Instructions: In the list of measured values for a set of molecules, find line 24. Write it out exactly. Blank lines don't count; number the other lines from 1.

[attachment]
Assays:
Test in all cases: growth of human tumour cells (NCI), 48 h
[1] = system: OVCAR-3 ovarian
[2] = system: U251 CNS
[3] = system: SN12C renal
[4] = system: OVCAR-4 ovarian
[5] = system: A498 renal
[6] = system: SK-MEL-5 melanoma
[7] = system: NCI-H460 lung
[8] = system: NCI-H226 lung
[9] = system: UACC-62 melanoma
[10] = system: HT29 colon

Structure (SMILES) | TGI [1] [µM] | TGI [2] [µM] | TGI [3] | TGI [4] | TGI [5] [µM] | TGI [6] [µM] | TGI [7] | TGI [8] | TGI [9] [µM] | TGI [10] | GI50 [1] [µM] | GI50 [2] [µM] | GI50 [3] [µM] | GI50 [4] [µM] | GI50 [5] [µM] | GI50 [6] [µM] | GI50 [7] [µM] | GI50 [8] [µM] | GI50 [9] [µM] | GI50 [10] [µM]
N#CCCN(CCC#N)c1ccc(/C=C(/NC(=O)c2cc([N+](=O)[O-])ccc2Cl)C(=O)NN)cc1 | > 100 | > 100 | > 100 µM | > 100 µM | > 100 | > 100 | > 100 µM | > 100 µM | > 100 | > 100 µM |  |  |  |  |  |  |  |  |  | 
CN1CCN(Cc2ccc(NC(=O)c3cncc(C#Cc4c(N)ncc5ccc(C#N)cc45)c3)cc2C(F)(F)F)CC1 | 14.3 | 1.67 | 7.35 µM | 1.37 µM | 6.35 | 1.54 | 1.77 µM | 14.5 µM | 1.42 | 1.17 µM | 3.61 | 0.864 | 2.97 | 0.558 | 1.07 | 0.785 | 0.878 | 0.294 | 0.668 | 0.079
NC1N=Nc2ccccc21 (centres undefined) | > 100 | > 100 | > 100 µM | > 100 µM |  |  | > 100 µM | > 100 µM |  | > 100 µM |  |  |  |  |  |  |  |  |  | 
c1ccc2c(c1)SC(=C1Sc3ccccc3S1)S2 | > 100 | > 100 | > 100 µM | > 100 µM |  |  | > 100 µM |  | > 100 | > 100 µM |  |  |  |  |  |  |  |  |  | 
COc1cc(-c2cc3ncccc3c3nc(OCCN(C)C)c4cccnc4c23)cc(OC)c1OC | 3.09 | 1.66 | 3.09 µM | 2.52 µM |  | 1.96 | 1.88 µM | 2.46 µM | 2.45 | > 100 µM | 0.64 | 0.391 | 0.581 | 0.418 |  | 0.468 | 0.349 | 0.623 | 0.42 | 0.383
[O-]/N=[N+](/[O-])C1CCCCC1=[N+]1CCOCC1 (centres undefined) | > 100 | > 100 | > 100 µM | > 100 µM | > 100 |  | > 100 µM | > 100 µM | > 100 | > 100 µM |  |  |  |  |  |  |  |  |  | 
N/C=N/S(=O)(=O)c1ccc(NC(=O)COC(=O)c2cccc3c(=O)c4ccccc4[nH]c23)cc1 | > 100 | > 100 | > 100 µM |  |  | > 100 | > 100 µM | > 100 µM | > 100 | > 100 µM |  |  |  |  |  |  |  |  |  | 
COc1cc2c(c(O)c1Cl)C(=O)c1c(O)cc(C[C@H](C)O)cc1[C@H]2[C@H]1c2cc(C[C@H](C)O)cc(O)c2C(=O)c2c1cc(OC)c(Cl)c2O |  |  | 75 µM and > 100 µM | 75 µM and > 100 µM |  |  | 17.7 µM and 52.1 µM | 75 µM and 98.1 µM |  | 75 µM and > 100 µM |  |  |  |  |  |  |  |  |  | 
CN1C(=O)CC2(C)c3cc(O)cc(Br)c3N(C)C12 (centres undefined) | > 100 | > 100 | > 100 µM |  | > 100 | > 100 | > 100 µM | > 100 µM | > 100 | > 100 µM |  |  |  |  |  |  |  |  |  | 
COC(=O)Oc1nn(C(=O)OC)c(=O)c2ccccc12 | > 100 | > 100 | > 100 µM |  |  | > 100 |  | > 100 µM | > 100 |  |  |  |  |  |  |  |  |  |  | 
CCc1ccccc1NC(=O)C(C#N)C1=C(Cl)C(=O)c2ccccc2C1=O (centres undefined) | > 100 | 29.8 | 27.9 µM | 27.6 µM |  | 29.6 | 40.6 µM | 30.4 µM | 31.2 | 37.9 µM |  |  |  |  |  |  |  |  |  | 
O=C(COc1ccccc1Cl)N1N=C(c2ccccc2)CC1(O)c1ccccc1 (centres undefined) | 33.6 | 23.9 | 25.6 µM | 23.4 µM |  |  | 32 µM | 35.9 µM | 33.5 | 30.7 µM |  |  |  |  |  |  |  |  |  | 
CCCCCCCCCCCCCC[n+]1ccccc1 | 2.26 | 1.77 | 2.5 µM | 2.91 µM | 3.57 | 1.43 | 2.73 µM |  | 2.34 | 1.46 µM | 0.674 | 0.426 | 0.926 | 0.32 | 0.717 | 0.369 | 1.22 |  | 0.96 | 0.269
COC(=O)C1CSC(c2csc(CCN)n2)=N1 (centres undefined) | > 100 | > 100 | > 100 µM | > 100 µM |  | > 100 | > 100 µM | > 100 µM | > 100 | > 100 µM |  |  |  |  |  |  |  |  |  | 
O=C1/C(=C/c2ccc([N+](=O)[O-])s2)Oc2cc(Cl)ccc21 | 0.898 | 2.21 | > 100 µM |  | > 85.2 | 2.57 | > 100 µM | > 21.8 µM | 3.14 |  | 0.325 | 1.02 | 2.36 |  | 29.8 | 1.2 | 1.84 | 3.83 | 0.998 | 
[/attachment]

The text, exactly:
CCc1ccccc1NC(=O)C(C#N)C1=C(Cl)C(=O)c2ccccc2C1=O (centres undefined) | > 100 | 29.8 | 27.9 µM | 27.6 µM |  | 29.6 | 40.6 µM | 30.4 µM | 31.2 | 37.9 µM |  |  |  |  |  |  |  |  |  | 